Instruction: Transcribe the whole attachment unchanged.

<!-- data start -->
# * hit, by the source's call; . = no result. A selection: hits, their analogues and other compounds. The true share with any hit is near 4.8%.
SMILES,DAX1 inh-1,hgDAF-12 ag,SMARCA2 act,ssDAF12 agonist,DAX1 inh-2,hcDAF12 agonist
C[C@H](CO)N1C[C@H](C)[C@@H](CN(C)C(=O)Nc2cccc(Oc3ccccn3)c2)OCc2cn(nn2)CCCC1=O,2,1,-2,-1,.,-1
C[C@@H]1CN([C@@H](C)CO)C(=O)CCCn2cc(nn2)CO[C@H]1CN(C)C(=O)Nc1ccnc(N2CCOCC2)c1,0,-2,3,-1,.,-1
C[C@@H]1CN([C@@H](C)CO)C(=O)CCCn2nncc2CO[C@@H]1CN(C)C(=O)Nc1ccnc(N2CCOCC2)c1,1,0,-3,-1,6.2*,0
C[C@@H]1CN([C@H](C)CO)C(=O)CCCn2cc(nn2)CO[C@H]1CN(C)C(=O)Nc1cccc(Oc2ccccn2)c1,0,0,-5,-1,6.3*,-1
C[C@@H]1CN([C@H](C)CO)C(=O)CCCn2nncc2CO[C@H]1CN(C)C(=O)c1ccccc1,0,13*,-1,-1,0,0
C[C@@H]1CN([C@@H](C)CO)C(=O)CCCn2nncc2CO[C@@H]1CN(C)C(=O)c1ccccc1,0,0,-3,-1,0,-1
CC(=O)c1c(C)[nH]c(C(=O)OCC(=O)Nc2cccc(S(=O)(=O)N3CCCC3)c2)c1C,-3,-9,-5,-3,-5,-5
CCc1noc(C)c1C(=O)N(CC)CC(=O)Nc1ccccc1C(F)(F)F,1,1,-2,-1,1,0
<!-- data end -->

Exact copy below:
# * hit, by the source's call; . = no result. A selection: hits, their analogues and other compounds. The true share with any hit is near 4.8%.
SMILES,DAX1 inh-1,hgDAF-12 ag,SMARCA2 act,ssDAF12 agonist,DAX1 inh-2,hcDAF12 agonist
C[C@H](CO)N1C[C@H](C)[C@@H](CN(C)C(=O)Nc2cccc(Oc3ccccn3)c2)OCc2cn(nn2)CCCC1=O,2,1,-2,-1,.,-1
C[C@@H]1CN([C@@H](C)CO)C(=O)CCCn2cc(nn2)CO[C@H]1CN(C)C(=O)Nc1ccnc(N2CCOCC2)c1,0,-2,3,-1,.,-1
C[C@@H]1CN([C@@H](C)CO)C(=O)CCCn2nncc2CO[C@@H]1CN(C)C(=O)Nc1ccnc(N2CCOCC2)c1,1,0,-3,-1,6.2*,0
C[C@@H]1CN([C@H](C)CO)C(=O)CCCn2cc(nn2)CO[C@H]1CN(C)C(=O)Nc1cccc(Oc2ccccn2)c1,0,0,-5,-1,6.3*,-1
C[C@@H]1CN([C@H](C)CO)C(=O)CCCn2nncc2CO[C@H]1CN(C)C(=O)c1ccccc1,0,13*,-1,-1,0,0
C[C@@H]1CN([C@@H](C)CO)C(=O)CCCn2nncc2CO[C@@H]1CN(C)C(=O)c1ccccc1,0,0,-3,-1,0,-1
CC(=O)c1c(C)[nH]c(C(=O)OCC(=O)Nc2cccc(S(=O)(=O)N3CCCC3)c2)c1C,-3,-9,-5,-3,-5,-5
CCc1noc(C)c1C(=O)N(CC)CC(=O)Nc1ccccc1C(F)(F)F,1,1,-2,-1,1,0